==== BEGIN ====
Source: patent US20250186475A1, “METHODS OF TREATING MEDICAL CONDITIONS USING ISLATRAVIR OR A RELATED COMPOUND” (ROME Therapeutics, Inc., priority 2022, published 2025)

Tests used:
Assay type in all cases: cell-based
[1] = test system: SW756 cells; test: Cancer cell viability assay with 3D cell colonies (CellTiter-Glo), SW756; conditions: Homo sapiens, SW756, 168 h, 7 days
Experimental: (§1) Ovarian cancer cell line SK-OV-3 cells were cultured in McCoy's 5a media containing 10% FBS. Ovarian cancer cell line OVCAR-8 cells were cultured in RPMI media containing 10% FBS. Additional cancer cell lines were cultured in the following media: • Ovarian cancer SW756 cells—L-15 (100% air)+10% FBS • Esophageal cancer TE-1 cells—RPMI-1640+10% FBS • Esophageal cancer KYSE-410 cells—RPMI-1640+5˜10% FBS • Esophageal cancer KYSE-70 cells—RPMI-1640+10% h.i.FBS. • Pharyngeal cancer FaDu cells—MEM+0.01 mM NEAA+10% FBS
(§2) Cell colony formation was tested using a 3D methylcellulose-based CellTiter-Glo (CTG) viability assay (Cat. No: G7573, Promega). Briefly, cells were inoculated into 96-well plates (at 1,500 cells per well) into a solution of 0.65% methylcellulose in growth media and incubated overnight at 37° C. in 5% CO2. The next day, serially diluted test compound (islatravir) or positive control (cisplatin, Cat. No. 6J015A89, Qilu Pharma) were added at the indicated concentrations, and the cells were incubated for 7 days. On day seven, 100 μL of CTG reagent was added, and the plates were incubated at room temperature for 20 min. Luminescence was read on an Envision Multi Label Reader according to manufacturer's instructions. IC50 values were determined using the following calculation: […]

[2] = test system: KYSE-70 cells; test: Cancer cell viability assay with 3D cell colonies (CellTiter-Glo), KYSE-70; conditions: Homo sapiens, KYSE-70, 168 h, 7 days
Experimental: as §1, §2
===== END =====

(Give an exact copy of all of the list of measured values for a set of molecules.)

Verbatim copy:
Source: patent US20250186475A1, “METHODS OF TREATING MEDICAL CONDITIONS USING ISLATRAVIR OR A RELATED COMPOUND” (ROME Therapeutics, Inc., priority 2022, published 2025)

Tests used:
Assay type in all cases: cell-based
[1] = test system: SW756 cells; test: Cancer cell viability assay with 3D cell colonies (CellTiter-Glo), SW756; conditions: Homo sapiens, SW756, 168 h, 7 days
Experimental: (§1) Ovarian cancer cell line SK-OV-3 cells were cultured in McCoy's 5a media containing 10% FBS. Ovarian cancer cell line OVCAR-8 cells were cultured in RPMI media containing 10% FBS. Additional cancer cell lines were cultured in the following media: • Ovarian cancer SW756 cells—L-15 (100% air)+10% FBS • Esophageal cancer TE-1 cells—RPMI-1640+10% FBS • Esophageal cancer KYSE-410 cells—RPMI-1640+5˜10% FBS • Esophageal cancer KYSE-70 cells—RPMI-1640+10% h.i.FBS. • Pharyngeal cancer FaDu cells—MEM+0.01 mM NEAA+10% FBS
(§2) Cell colony formation was tested using a 3D methylcellulose-based CellTiter-Glo (CTG) viability assay (Cat. No: G7573, Promega). Briefly, cells were inoculated into 96-well plates (at 1,500 cells per well) into a solution of 0.65% methylcellulose in growth media and incubated overnight at 37° C. in 5% CO2. The next day, serially diluted test compound (islatravir) or positive control (cisplatin, Cat. No. 6J015A89, Qilu Pharma) were added at the indicated concentrations, and the cells were incubated for 7 days. On day seven, 100 μL of CTG reagent was added, and the plates were incubated at room temperature for 20 min. Luminescence was read on an Envision Multi Label Reader according to manufacturer's instructions. IC50 values were determined using the following calculation: […]

[2] = test system: KYSE-70 cells; test: Cancer cell viability assay with 3D cell colonies (CellTiter-Glo), KYSE-70; conditions: Homo sapiens, KYSE-70, 168 h, 7 days
Experimental: as §1, §2